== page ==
18. 18. State obligations  The same rights and responsibilities with regard to guardianship, wardship, trusteeship and adoption of children, or similar institutions where these concepts exist in national legislation; in all cases the interests of the children shall be paramount  The same personal rights as husband and wife, including the right to choose a family name, a profession and an occupation  The same rights for both spouses in respect of the ownership, acquisition, management, administration, enjoyment and disposition of property, whether free of charge or for a valuable consideration.
  19. 19. Three generations of HR  First Generation (Civil and Political Rights) started in the 18th Century; deal mainly with liberty; meant to protect the individual against state interference  Right to vote  Right to assemble  Right to free speech  Right to a fair trial  Right to freedom from torture, abuse  Right to protection of the law
  20. 20. 1st generation of HR  First contained in the 1948 Universal Declaration of Human Rights  Negative rights bec they are “rights       fro m  certain things, e.g. freedoms from abuse or coercion” vs. positive rights which are “the rights or guarantees    to  certain things”
  21. 21. Second generation…  Second Generation (Economic, Social and Cultural Rights) 19th century answer to mass poverty in wake of industrial revolution; related to EQUALITY  Right to education  Right to housing  Right to health  Right to employment  Right to an adequate income  Right to social security
  22. 22. 2nd generation of HR  Mainly positive rights that set standards  Prohibit government from denying access to the rights;  Entitle individuals to get protection from state if third parties interfere with rights;  Require states to take measures to improve overall social situation
  23. 23. Third generations…  Third Generation (Collective Rights) First articulated in second half of the 20th Century Except for the African Charter on Human and People's Rights, have not been incorporated into human rights treaties yet  Right to economic development  Right to prosperity  Right to benefit from economic growth  Right to social harmony  Right to a healthy environment, clean air and water, etc.
  24. 24. Declaration on the Right to Development  Adopted by the UN Gen. Assembly Resolution 41/128, Dec. 4, 1986.  Article 1  1. The right to development is an inalienable human right by virtue of which every human person and all peoples are entitled to participate in, contribute to, and enjoy economic, social, cultural and political development, in which all human rights and fundamental freedoms can be fully realized.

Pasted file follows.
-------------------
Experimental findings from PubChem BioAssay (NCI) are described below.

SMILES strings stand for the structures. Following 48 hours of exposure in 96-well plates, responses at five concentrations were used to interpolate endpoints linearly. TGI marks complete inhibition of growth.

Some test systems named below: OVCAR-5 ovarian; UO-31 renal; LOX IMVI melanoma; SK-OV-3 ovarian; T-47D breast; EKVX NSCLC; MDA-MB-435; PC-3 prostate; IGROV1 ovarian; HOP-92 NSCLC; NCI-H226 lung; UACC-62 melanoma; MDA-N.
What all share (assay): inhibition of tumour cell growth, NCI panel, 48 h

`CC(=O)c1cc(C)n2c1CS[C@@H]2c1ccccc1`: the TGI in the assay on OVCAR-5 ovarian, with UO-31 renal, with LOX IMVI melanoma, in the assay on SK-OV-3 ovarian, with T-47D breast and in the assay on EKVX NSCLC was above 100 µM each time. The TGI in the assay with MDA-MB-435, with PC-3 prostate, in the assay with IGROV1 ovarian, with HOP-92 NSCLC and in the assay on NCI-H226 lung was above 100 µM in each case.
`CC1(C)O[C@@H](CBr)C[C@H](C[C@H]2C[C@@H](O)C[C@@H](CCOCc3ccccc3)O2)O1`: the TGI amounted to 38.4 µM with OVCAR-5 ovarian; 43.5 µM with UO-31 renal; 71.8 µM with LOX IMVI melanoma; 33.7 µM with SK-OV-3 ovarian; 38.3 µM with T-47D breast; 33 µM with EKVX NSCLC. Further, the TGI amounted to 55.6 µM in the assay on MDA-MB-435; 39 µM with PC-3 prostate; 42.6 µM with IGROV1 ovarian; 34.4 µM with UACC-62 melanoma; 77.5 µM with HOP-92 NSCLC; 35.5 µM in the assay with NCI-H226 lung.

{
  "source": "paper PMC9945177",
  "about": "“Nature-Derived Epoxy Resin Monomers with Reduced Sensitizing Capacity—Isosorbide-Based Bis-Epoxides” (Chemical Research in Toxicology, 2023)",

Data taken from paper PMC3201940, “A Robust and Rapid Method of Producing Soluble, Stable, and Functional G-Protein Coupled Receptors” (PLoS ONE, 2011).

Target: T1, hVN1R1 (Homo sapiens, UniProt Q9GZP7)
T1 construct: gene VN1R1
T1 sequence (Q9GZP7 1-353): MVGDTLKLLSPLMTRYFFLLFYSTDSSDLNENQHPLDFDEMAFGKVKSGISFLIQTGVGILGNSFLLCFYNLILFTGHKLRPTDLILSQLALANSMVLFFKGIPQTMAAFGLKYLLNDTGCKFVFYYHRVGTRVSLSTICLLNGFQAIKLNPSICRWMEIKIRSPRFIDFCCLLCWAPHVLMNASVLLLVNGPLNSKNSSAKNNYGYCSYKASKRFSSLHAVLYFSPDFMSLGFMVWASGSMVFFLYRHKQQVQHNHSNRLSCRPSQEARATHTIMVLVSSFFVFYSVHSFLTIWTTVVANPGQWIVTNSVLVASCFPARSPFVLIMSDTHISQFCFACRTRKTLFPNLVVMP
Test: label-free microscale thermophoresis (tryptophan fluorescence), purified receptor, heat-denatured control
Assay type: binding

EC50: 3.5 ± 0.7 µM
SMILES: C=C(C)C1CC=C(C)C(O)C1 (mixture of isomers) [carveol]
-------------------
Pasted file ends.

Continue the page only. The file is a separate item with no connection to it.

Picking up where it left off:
25. 25. Art.1 2. The human right to development also implies the full realization of the right of peoples to self-determination, which includes, subject to the relevant provisions of both International Covenants on Human Rights, the exercise of their inalienable right to full sovereignty over all their natural wealth and resources.
  26. 26. Art. 2 1. The human person is the central subject of development and should be the active participant and beneficiary of the right to development…. 2. All human beings have a responsibility for development, individually and collectively…
  27. 27. Art. 3 3. States have the duty to co-operate with each other in ensuring development and eliminating obstacles to development. States should realize their rights and fulfil their duties in such a manner as to promote a new international economic order based on sovereign equality, interdependence, mutual interest and cooperation among all States, as well as to encourage the observance and realization of human rights.
  28. 28. 3rd generation of HR   Focus: Fraternity  Rights of solidarity  Coverage: group and collective rights: the right to self-determination, to economic and social development, and to participate in the common heritage of mankind.
  29. 29. Rights-based perspective and Approach  Founded on the conviction that all human beings are holders of rights.  A right requires a government to respect, promote, protect and fulfill it.  “The legal and normative character of rights and the associated governmental obligations are based on international human rights treaties and other standards, as well as on national constitutional human rights provisions.”
  30. 30. UN agencies: “A human rights-based approach entails consciously and systematically paying attention to human rights and rights principles in all aspects of programming work. OR A human rights-based approach is a conceptual framework for the process of human development that is normatively based on international human rights standards and operationally directed to promoting and protecting human rights.
  31. 31. W does a "rights approach” mean? hat  ….clearly understanding the difference between a right and a need.   A right is something to which I am entitled solely by virtue of being a person. … that which enables me to live with dignity.  ….a right can be enforced before the government and entails an obligation on the part of the government to honor it.